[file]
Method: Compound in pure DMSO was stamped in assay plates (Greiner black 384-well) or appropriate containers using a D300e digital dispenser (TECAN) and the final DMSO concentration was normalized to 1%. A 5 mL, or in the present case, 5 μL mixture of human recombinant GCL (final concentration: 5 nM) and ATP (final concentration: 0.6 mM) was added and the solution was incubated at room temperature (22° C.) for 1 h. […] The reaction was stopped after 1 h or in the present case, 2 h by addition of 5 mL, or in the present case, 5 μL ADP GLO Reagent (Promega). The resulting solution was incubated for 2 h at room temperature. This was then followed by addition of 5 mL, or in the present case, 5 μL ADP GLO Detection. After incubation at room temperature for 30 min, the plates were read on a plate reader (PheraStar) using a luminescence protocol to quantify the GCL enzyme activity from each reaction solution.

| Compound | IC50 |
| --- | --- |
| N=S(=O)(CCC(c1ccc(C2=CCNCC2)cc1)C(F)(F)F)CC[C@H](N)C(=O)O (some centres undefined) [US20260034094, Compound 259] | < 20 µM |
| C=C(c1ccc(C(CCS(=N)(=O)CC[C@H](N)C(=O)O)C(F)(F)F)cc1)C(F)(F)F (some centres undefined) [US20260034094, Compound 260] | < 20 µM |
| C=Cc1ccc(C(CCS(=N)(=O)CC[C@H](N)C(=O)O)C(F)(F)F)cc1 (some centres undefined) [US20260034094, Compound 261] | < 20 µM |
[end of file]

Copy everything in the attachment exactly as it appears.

Method: Compound in pure DMSO was stamped in assay plates (Greiner black 384-well) or appropriate containers using a D300e digital dispenser (TECAN) and the final DMSO concentration was normalized to 1%. A 5 mL, or in the present case, 5 μL mixture of human recombinant GCL (final concentration: 5 nM) and ATP (final concentration: 0.6 mM) was added and the solution was incubated at room temperature (22° C.) for 1 h. […] The reaction was stopped after 1 h or in the present case, 2 h by addition of 5 mL, or in the present case, 5 μL ADP GLO Reagent (Promega). The resulting solution was incubated for 2 h at room temperature. This was then followed by addition of 5 mL, or in the present case, 5 μL ADP GLO Detection. After incubation at room temperature for 30 min, the plates were read on a plate reader (PheraStar) using a luminescence protocol to quantify the GCL enzyme activity from each reaction solution.

| Compound | IC50 |
| --- | --- |
| N=S(=O)(CCC(c1ccc(C2=CCNCC2)cc1)C(F)(F)F)CC[C@H](N)C(=O)O (some centres undefined) [US20260034094, Compound 259] | < 20 µM |
| C=C(c1ccc(C(CCS(=N)(=O)CC[C@H](N)C(=O)O)C(F)(F)F)cc1)C(F)(F)F (some centres undefined) [US20260034094, Compound 260] | < 20 µM |
| C=Cc1ccc(C(CCS(=N)(=O)CC[C@H](N)C(=O)O)C(F)(F)F)cc1 (some centres undefined) [US20260034094, Compound 261] | < 20 µM |